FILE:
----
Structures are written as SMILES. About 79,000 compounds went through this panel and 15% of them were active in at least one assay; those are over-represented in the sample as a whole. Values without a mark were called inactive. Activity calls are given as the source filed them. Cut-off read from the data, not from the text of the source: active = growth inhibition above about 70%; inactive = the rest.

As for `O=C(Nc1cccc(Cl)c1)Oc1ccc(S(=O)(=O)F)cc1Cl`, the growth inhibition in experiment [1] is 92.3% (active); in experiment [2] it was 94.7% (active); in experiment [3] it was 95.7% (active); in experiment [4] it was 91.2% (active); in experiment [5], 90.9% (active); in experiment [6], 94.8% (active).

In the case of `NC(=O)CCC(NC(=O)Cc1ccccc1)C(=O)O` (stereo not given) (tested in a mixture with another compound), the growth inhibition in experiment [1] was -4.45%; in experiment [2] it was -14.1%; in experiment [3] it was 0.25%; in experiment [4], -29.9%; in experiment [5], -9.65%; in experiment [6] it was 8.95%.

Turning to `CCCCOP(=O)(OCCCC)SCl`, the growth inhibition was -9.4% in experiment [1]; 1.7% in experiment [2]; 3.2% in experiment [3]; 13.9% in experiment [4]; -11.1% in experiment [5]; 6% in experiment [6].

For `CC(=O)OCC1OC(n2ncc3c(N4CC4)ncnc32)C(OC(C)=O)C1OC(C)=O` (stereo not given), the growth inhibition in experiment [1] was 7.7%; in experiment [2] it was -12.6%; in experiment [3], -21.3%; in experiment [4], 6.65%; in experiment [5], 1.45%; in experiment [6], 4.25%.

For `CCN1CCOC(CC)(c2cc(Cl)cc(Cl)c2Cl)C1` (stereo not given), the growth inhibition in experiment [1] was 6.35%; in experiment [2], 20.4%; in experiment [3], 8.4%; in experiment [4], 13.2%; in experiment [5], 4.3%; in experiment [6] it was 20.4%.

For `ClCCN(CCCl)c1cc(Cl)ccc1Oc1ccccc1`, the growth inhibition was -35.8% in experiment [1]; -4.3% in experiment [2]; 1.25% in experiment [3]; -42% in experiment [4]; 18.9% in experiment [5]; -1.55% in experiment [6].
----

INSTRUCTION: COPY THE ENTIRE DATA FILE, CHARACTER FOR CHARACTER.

Structures are written as SMILES. About 79,000 compounds went through this panel and 15% of them were active in at least one assay; those are over-represented in the sample as a whole. Values without a mark were called inactive. Activity calls are given as the source filed them. Cut-off read from the data, not from the text of the source: active = growth inhibition above about 70%; inactive = the rest.

As for `O=C(Nc1cccc(Cl)c1)Oc1ccc(S(=O)(=O)F)cc1Cl`, the growth inhibition in experiment [1] is 92.3% (active); in experiment [2] it was 94.7% (active); in experiment [3] it was 95.7% (active); in experiment [4] it was 91.2% (active); in experiment [5], 90.9% (active); in experiment [6], 94.8% (active).

In the case of `NC(=O)CCC(NC(=O)Cc1ccccc1)C(=O)O` (stereo not given) (tested in a mixture with another compound), the growth inhibition in experiment [1] was -4.45%; in experiment [2] it was -14.1%; in experiment [3] it was 0.25%; in experiment [4], -29.9%; in experiment [5], -9.65%; in experiment [6] it was 8.95%.

Turning to `CCCCOP(=O)(OCCCC)SCl`, the growth inhibition was -9.4% in experiment [1]; 1.7% in experiment [2]; 3.2% in experiment [3]; 13.9% in experiment [4]; -11.1% in experiment [5]; 6% in experiment [6].

For `CC(=O)OCC1OC(n2ncc3c(N4CC4)ncnc32)C(OC(C)=O)C1OC(C)=O` (stereo not given), the growth inhibition in experiment [1] was 7.7%; in experiment [2] it was -12.6%; in experiment [3], -21.3%; in experiment [4], 6.65%; in experiment [5], 1.45%; in experiment [6], 4.25%.

For `CCN1CCOC(CC)(c2cc(Cl)cc(Cl)c2Cl)C1` (stereo not given), the growth inhibition in experiment [1] was 6.35%; in experiment [2], 20.4%; in experiment [3], 8.4%; in experiment [4], 13.2%; in experiment [5], 4.3%; in experiment [6] it was 20.4%.

For `ClCCN(CCCl)c1cc(Cl)ccc1Oc1ccccc1`, the growth inhibition was -35.8% in experiment [1]; -4.3% in experiment [2]; 1.25% in experiment [3]; -42% in experiment [4]; 18.9% in experiment [5]; -1.55% in experiment [6].